Tuesday, December 11, 2007

Good Old Days

Many years ago people realized that children were graduating from NYS schools with a very limited education. The RCTs were introduced in the 70's. Kids had to pass these tests if they could not pass a regents to graduate. These tests measured minimum competency.

The first year they were given I remember being recruited to help mark the writing section. I, along with a bunch of other math teachers complained that English was not our field. We were told to mark , so we did. We did not feel comfortable passing papers where the spelling and grammatical mistakes occurred so often that the ideas in the composition or the letters could not be understood. All our failing grades were overridden by the English chairman. The only good that came out of this is that we were never asked to mark these papers again.

The math exam was a little harder to get passing grades on. The math was either right or wrong. Since the entire test was short answer or multiple choice, there were no gray areas. Even though we had lots failures, people complained this test was too easy also.

To keep improving standards, RCTs were introduced in social studies and science. Again, the state decided that these exams were not good enough. Minimum competency was not competent enough.

Today everyone must pass a certain number of regents exams to graduate. First, the passing grade was 55, but scheduled to change to 65. Since too many kids were still failing, the 65 grade for passing was postponed. Kids can still get their diplomas with 55. Even 55 was too high a grade for some. The Board of Regents could not be wrong about this requirement so the standard needed to pass has been lowered and lowered and lowered. Now, almost everyone passes. Too bad passing doesn't mean anything.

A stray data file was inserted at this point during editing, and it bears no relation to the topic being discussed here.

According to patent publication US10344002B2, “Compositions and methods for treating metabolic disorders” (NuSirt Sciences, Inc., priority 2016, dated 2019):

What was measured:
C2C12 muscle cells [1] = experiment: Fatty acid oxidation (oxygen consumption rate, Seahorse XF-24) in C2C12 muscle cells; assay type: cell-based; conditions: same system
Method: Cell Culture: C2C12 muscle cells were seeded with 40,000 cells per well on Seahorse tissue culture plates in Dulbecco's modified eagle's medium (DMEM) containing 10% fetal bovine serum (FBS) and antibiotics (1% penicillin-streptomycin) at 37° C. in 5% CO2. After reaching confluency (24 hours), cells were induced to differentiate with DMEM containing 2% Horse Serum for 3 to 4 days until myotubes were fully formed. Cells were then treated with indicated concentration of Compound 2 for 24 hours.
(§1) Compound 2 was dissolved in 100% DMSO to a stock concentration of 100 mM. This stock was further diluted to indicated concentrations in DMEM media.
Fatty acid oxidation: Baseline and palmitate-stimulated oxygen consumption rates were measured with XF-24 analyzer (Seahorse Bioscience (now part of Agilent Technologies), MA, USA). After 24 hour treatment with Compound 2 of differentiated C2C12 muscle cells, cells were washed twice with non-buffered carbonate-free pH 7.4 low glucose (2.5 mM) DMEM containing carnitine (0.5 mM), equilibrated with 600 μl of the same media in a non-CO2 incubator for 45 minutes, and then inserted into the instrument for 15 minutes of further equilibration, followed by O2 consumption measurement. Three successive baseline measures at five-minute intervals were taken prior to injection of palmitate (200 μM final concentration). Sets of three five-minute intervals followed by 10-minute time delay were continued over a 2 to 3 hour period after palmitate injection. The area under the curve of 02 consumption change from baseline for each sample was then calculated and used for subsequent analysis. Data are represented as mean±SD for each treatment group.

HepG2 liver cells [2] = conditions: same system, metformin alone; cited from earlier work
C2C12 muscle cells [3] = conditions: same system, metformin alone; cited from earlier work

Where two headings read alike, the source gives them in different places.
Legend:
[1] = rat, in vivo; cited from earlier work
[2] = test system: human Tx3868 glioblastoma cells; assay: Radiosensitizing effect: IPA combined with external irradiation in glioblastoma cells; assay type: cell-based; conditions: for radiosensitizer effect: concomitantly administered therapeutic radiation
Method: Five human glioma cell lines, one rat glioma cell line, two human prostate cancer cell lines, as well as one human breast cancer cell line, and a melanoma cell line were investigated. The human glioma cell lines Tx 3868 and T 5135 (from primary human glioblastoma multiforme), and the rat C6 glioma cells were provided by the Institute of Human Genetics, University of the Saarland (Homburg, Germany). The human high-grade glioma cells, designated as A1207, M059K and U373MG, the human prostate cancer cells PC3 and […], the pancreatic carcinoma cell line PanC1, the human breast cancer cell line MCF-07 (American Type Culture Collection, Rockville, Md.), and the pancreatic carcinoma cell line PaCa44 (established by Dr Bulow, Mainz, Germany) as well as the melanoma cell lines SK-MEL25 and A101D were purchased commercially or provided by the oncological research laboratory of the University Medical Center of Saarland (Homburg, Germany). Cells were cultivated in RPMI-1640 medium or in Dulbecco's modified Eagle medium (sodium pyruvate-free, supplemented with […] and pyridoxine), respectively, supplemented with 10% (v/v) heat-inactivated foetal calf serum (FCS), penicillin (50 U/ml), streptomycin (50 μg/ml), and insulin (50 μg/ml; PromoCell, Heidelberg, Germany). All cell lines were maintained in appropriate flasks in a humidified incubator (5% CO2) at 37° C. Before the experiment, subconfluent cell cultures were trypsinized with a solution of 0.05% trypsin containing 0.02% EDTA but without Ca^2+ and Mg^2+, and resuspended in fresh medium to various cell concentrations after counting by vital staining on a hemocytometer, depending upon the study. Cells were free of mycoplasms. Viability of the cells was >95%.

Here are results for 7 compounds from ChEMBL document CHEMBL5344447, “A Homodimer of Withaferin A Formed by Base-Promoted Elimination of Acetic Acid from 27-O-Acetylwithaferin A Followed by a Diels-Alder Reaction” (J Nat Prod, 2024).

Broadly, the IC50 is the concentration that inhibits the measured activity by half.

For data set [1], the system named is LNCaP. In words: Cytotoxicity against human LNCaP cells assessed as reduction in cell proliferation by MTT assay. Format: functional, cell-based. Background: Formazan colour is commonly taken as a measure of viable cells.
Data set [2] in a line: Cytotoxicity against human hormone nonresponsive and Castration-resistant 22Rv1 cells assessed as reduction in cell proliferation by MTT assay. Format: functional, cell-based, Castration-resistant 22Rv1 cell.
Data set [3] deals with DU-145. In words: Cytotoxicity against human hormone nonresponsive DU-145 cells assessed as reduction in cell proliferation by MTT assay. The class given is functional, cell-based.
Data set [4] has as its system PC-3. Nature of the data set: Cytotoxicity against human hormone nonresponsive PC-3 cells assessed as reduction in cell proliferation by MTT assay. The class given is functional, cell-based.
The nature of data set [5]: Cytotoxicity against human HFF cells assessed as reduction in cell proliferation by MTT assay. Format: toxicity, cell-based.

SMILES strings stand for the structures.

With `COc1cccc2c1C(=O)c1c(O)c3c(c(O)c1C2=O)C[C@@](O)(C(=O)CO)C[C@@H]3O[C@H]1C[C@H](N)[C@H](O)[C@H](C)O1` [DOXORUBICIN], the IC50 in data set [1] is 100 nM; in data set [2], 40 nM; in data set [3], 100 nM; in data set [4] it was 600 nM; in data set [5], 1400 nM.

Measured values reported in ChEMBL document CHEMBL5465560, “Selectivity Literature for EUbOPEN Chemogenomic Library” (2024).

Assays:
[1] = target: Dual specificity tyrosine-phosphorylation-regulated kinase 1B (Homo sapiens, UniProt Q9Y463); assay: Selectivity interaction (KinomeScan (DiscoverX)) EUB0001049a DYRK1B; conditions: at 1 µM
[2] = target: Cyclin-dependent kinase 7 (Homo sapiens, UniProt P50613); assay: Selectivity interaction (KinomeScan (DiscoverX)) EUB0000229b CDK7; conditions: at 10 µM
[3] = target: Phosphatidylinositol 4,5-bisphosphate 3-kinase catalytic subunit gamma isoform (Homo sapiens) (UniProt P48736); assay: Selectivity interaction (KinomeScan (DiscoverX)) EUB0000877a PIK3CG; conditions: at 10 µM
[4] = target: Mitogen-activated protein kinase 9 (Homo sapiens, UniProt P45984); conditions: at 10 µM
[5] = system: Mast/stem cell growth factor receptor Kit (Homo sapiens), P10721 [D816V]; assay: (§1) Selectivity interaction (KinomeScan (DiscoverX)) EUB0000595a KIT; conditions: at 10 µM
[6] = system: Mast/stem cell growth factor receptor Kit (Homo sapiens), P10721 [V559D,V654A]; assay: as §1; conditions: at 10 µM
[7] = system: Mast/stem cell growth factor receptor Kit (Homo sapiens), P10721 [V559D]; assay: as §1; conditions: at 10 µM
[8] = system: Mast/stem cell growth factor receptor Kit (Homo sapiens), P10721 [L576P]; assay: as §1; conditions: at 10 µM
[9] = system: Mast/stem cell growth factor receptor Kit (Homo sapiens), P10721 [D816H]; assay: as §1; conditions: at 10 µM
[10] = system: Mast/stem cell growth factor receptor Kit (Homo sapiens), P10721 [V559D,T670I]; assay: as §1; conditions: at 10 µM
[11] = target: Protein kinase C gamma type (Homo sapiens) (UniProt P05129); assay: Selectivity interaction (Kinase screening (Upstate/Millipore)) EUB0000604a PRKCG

To summarize--state exams were instituted to raise standards. The state exams did not measure a high enough level so they were done away with and everyone was required to pass Regents exams. The regents exams were too hard so the bar to pass the exam was lowered. Kids are now getting regents diplomas and know less than their counterparts with RCT diplomas. It is great to know that NO CHILD IS BEING LEFT BEHIND.


NYC Educator said...

Well, to be fair, it's tough to pass an English Regents' Exam, even with a 55, when you speak only Chinese and arrived 6 weeks ago. But if that's what Albany wants, it must be the right thing to do.

JUSTICE not "just us" said...

Can I tell you a secret?
In my school the very teachers who teach the subject which are tested by the state proctor the test and grade it--they are all young and beholden to the skunk of a Principal. Now what do you think will happened with our passing rates on these tests?

Jose said...

personally, all this exam talk is giving me a headache. yikes.

Schoolgal said...

NCLB has been so corrupted because the law itself stinks. It's all about the stats because that's what most pols understand. The higher the stats, the better chance for them to be reelected.
So there are handshakes under the table to make sure those stats look good starting with the principal who does not want to be fired. So make sure everyone passes by training them like dogs.
It doesn't matter if they can even read the test.

My admin is very smart. If a parent comes in with a new admit before a test, and the student is either below level or new to the country, she persuades the parent to wait until after the test to register. This practice doesn't bother me because the teacher's stats benefit too. No one would care if this was a new admit or someone below level. The teacher who got the student the day before the test would still be held accountable.